Interested in starting an ETF? Simply want to learn more about the process of launching an ETF? This piece is an introduction to ETF white label services, which is the industry term for a firm that helps an “ETF-prenuer” bring an idea to the public market. We will map out the typical use-cases for an ETF, the basic process to launch an ETF, the high-level costs of launching an ETF, and the niche group of specialized providers who can help you bring an ETF to market.
Before we dive in on ETF white label services, we’ll share our story of how we ended up in the ETF business.
Not many people know the history of Alpha Architect. I’ll spare you the details, because it involves 3 failed attempts in the asset management business, to include the launch of a small value quant hedge fund in September 2008. Great timing, eh? Building a solid investment strategy is one thing. Building a solid investment business adds an additional set of challenges.
After getting punched in the face several times, we finally caught a lucky break. Alpha Architect was formed in July 2010 and was eventually seeded by a huge family office in 2012. Several years later, we launched an ETF business via angel funding from an SMA client in late 2014. We essentially took the investment strategies from separately managed accounts (private) to the world via ETFs (public) as we believe ETFs were a superior structure.
Fast forward to 2020. We’ve managed to spend a decade strategically minimizing the chance that we ever have to get a real job and I’ve managed to lose 95% of my hair. Some may not consider this success, but hey, we are living our own adventure and we don’t have to file TPS reports, so not all is lost!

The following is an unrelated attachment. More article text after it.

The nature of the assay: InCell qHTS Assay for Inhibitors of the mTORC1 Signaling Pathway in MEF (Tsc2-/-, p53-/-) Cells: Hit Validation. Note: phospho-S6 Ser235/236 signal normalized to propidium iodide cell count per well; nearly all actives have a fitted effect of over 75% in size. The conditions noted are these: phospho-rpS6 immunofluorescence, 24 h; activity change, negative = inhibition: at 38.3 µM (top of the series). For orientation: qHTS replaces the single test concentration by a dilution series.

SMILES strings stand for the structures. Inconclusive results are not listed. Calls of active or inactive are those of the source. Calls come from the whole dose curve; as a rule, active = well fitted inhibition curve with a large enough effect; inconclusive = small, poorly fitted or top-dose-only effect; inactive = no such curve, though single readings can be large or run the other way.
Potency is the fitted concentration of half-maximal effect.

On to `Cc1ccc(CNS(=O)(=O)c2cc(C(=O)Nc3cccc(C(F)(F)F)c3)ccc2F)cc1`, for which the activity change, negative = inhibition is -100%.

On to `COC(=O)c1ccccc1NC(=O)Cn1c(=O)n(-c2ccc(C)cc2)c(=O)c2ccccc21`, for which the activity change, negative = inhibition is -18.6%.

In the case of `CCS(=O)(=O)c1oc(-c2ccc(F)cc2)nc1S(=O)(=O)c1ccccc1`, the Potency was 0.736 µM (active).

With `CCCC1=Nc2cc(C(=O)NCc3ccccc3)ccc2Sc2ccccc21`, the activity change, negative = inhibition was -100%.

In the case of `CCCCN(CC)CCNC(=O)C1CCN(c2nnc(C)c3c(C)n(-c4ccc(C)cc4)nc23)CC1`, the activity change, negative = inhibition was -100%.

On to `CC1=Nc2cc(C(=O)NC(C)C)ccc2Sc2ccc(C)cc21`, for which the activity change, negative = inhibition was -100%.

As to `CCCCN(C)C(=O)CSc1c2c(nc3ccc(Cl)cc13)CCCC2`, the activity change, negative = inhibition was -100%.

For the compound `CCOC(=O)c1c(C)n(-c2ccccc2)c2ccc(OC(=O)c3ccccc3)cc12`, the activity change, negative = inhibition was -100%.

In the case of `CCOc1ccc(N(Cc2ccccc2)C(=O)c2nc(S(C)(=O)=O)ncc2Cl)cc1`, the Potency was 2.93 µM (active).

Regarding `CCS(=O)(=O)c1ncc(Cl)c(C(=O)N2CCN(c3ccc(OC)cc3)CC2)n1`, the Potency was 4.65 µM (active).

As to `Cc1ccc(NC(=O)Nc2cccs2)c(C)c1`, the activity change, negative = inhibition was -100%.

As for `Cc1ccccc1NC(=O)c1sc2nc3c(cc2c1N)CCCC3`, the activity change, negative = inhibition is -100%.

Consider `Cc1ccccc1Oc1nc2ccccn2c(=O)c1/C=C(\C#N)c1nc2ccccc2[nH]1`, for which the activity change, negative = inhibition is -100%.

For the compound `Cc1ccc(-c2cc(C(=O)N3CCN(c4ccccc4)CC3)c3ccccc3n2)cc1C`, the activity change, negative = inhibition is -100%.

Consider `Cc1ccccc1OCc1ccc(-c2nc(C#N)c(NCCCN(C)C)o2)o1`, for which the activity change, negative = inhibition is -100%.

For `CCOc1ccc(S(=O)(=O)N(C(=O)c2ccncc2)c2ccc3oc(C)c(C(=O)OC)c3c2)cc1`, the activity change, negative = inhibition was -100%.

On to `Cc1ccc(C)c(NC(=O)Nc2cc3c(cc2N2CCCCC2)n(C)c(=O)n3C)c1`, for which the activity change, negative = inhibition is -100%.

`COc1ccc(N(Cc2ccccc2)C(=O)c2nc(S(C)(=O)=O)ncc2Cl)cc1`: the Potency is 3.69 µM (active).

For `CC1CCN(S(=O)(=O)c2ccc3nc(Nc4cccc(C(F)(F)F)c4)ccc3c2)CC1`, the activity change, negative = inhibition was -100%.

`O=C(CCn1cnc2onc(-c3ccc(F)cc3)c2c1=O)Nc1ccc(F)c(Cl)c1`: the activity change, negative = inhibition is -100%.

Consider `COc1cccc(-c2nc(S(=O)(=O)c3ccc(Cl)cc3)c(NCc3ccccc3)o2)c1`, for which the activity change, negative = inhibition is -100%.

All joking aside, why bore you with our history? We want to make the point that we strongly empathize with entrepreneurs and the challenges they face to get a financial services business off the ground. We’ve been there. But now that we’ve survived for a decade in a cutthroat business, we sometimes forget just how challenging the world can be for new business owners who seek to bring their ideas to the financial marketplace.
Case in point: Perth Tolle.
I originally ran into Perth at an ETF.com conference in Florida. Perth pitched me on her passion for ETFs, her passion for freedom, and her desire to combine the two concepts. I was 50% sold. Freedom sounded great. 1 However, I was a bit sour on the other 50% — the whole “launching an ETF” aspect of the deal. After bearing witness to the insane competition in the ETF industry, along with the high fixed costs of launching an ETF, the prospects of launching someone else’s ETF idea wasn’t exciting. I politely told Perth, “No thanks.”
Fast forward to 2018. Perth continued to express her passion to launch an ETF. I kept providing obstacles: “Where’s your funding?” “Where are your investors?” “Do you know how terrible the ETF business is these days?”
And then I provided excuses: “We don’t want to open our ETF platform. We don’t have the bandwidth to deal with this right now.” The back and forth continued. Perth was the hungry entrepreneur, I was Mr. No.